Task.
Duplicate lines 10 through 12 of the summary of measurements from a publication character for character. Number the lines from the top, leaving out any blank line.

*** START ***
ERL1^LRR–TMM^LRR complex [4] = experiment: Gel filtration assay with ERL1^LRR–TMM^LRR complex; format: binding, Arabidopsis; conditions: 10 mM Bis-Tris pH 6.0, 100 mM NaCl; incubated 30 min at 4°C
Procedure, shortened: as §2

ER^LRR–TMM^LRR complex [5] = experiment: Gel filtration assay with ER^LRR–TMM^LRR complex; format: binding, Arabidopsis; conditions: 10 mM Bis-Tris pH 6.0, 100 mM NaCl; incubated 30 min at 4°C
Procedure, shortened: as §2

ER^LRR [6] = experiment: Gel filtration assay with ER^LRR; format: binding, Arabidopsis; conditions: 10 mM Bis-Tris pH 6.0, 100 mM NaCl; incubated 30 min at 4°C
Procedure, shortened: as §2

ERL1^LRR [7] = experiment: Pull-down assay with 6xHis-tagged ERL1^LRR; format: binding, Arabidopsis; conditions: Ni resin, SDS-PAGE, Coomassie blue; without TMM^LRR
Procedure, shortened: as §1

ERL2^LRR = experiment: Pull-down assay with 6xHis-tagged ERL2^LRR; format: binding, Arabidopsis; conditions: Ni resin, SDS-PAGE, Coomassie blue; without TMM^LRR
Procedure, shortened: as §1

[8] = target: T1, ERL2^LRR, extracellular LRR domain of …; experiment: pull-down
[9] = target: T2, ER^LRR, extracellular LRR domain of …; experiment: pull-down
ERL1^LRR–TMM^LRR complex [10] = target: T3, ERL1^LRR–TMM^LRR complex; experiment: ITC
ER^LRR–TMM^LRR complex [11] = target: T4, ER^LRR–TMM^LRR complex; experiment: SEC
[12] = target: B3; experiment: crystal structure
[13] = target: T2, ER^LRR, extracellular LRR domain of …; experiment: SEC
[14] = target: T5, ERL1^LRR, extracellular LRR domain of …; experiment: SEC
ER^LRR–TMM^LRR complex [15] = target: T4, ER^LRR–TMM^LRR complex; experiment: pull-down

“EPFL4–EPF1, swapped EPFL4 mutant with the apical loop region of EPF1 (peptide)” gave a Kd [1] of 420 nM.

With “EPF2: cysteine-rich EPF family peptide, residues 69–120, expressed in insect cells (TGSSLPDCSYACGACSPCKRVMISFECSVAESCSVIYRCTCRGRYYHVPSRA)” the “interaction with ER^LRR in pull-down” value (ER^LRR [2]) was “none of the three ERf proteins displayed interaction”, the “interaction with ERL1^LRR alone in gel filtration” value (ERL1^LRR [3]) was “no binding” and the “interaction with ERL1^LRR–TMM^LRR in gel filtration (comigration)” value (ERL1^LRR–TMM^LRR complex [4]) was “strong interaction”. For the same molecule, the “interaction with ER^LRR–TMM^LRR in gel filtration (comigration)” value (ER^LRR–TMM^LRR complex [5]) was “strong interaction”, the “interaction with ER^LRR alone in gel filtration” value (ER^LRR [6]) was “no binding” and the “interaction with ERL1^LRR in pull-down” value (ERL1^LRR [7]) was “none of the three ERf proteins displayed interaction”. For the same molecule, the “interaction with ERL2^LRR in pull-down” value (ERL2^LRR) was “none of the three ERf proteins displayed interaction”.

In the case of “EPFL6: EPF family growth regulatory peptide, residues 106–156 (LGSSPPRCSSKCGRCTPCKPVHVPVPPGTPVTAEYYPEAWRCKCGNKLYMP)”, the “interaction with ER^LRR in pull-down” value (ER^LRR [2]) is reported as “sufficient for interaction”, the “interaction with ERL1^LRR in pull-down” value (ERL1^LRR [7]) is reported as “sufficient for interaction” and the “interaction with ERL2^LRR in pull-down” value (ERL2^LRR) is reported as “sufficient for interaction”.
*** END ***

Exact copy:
Procedure, shortened: as §1

[8] = target: T1, ERL2^LRR, extracellular LRR domain of …; experiment: pull-down
[9] = target: T2, ER^LRR, extracellular LRR domain of …; experiment: pull-down